Kemp discusses rural economy, other matters with GFB leaders
On Oct. 7, Georgia Farm Bureau President Gerald Long hosted Georgia Gov. Brian Kemp in an installment of GFB’s “Digging In” webinar series, during which Kemp touted the state’s efforts to slow the spread of COVID-19, talked economic recovery in rural areas of the state and discussed projects in development that he expects will enhance recovery efforts.
Kemp indicated there have been positive developments in the agricultural economy, though commodity prices are not as strong as they could be.
“There’s a lot of good there,” Kemp said. “We obviously need to see commodity prices rebound on the row crop side of things and hopefully at some point we’ll see that. I keep thinking that’s going to come any month and it hasn’t come yet.”
Georgia’s economic recovery overall is going well, the governor said, noting that the state’s unemployment rate of 5.6% was among the lowest in the nation and compares favorably against California, New Jersey, New York and Illinois, all of which had unemployment rates greater than 10%.
Kemp said economic development projects in rural areas of the state increased by 30% in the past year.
“The projects that we have that are either in rural parts of our state or in parts of our state that are directly tied to Georgia-based agriculture,” he said. “I’m really excited about what we’re working on. I’m working hard to get those deals done where we can get them announced and have them start happening.”
Kemp said that state revenues have mostly remained steady, and the anticipated cuts to the state budget were less than what many observers feared earlier in the year.
“We’re not laying off teachers around our state or other state employees. We’re open for business, you can get things done in state government,” Kemp said.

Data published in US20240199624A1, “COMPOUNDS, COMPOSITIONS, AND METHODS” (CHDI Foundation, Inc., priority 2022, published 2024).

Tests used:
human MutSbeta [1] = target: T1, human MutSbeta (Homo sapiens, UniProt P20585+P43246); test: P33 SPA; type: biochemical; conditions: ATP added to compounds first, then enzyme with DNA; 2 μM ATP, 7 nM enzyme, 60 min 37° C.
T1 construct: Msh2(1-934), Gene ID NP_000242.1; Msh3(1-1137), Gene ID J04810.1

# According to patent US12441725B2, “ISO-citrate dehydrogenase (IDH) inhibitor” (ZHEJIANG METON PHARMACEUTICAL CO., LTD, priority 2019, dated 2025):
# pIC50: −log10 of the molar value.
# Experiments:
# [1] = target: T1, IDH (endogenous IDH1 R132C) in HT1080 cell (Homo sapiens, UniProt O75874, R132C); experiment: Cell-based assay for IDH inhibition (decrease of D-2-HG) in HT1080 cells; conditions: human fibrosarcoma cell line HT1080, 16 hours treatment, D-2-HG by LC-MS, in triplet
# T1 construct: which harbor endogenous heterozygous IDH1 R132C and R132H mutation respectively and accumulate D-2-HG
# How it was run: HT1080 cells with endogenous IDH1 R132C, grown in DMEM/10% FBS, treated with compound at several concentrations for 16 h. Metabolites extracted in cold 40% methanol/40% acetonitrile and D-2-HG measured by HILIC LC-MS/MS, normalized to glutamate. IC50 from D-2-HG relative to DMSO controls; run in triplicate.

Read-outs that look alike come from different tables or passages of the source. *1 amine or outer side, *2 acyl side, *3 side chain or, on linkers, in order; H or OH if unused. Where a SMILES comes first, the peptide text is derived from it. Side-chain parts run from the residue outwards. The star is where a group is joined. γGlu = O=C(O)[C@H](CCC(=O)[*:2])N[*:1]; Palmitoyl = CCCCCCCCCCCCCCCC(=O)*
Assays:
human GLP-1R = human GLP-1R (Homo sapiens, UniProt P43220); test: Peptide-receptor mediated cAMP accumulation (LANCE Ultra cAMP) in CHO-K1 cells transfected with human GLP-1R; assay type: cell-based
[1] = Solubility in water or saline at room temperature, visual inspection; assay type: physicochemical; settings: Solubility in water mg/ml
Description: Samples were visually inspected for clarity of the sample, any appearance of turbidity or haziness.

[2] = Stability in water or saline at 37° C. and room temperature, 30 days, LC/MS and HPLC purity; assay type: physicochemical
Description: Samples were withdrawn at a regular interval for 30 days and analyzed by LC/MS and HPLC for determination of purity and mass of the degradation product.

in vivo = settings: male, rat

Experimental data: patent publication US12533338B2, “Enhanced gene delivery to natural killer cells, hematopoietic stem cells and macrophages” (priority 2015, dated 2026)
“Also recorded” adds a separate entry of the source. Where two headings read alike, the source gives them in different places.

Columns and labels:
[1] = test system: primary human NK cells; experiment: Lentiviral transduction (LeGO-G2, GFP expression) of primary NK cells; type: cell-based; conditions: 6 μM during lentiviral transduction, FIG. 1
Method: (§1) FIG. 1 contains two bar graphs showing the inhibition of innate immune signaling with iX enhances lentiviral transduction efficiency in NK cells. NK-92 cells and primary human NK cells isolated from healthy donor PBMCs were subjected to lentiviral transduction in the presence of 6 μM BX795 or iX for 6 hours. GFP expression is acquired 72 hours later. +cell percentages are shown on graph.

One business sector that has struggled in its rebound has been convention business. Georgia Farm Bureau, for example, canceled its in-person convention scheduled for early December on Jekyll Island, and similar steps have been taken by numerous other organizations that normally hold events at venues around the state. Kemp said this has had a ripple effect through other sectors, including transportation and hospitality.
“We’re just going to have to weather through the rest of the year I think. I hope that 2021 will be better,” Kemp said.
According to the Georgia Department of Public Health, the state’s numbers of confirmed COVID-19 cases have generally been declining since late July. Kemp said the state is succeeding in slowing the spread of the virus and thanked Georgians for doing their part.
“We’ve asked Georgians for many weeks now to do four things for fall, and those are to wear a mask, socially distance yourself, continue to use good practices, washing your hands and things of that nature, just adhere to the public health guidance,” Kemp said. “We just want to tell people to keep doing more of the same. Our case counts have continued to go down since our peak, our percent positive continues to go down, and our hospitalizations are down almost 67 percent.”
Kemp said the percentage of positive test results was between 6% and 7% on Oct. 7, down from more than 10% three weeks before, and that hospitalizations for COVID-19 patients had declined by two-thirds.
“We’ve been able to do all of this while schools have gone back in, our universities have opened up. We’ve seen high school football games on Friday nights in the community,” Kemp said. “So there’s a lot going on that wasn’t going on at the end of the summer. We’ve still been able to drive our numbers down. I feel like we’re in great shape right there.”